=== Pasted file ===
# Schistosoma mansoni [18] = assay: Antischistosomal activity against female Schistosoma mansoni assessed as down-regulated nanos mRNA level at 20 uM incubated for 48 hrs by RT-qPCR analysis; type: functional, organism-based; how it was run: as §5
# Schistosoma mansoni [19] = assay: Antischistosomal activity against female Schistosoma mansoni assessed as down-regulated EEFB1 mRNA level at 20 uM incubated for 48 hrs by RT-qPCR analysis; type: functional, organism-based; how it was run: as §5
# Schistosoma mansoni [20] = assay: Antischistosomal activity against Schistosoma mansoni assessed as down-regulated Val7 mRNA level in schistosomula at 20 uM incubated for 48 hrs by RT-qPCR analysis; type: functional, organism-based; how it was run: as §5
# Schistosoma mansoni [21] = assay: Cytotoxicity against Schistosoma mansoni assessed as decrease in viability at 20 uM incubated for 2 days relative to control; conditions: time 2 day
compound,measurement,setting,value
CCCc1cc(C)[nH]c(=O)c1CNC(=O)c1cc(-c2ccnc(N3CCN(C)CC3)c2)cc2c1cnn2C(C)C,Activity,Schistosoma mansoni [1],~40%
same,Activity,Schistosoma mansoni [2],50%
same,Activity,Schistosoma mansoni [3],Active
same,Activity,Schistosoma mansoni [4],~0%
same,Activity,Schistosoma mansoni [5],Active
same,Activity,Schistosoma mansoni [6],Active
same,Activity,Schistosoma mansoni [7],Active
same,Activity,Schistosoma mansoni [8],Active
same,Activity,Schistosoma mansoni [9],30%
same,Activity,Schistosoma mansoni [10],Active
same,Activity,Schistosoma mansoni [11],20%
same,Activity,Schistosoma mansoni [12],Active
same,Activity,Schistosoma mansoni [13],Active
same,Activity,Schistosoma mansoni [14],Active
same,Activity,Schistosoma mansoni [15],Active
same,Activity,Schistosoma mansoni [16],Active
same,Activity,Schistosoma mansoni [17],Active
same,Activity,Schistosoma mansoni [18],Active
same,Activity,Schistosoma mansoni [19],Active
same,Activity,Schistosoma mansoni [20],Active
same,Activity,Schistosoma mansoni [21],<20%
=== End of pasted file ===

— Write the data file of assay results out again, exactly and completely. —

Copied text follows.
# Schistosoma mansoni [18] = assay: Antischistosomal activity against female Schistosoma mansoni assessed as down-regulated nanos mRNA level at 20 uM incubated for 48 hrs by RT-qPCR analysis; type: functional, organism-based; how it was run: as §5
# Schistosoma mansoni [19] = assay: Antischistosomal activity against female Schistosoma mansoni assessed as down-regulated EEFB1 mRNA level at 20 uM incubated for 48 hrs by RT-qPCR analysis; type: functional, organism-based; how it was run: as §5
# Schistosoma mansoni [20] = assay: Antischistosomal activity against Schistosoma mansoni assessed as down-regulated Val7 mRNA level in schistosomula at 20 uM incubated for 48 hrs by RT-qPCR analysis; type: functional, organism-based; how it was run: as §5
# Schistosoma mansoni [21] = assay: Cytotoxicity against Schistosoma mansoni assessed as decrease in viability at 20 uM incubated for 2 days relative to control; conditions: time 2 day
compound,measurement,setting,value
CCCc1cc(C)[nH]c(=O)c1CNC(=O)c1cc(-c2ccnc(N3CCN(C)CC3)c2)cc2c1cnn2C(C)C,Activity,Schistosoma mansoni [1],~40%
same,Activity,Schistosoma mansoni [2],50%
same,Activity,Schistosoma mansoni [3],Active
same,Activity,Schistosoma mansoni [4],~0%
same,Activity,Schistosoma mansoni [5],Active
same,Activity,Schistosoma mansoni [6],Active
same,Activity,Schistosoma mansoni [7],Active
same,Activity,Schistosoma mansoni [8],Active
same,Activity,Schistosoma mansoni [9],30%
same,Activity,Schistosoma mansoni [10],Active
same,Activity,Schistosoma mansoni [11],20%
same,Activity,Schistosoma mansoni [12],Active
same,Activity,Schistosoma mansoni [13],Active
same,Activity,Schistosoma mansoni [14],Active
same,Activity,Schistosoma mansoni [15],Active
same,Activity,Schistosoma mansoni [16],Active
same,Activity,Schistosoma mansoni [17],Active
same,Activity,Schistosoma mansoni [18],Active
same,Activity,Schistosoma mansoni [19],Active
same,Activity,Schistosoma mansoni [20],Active
same,Activity,Schistosoma mansoni [21],<20%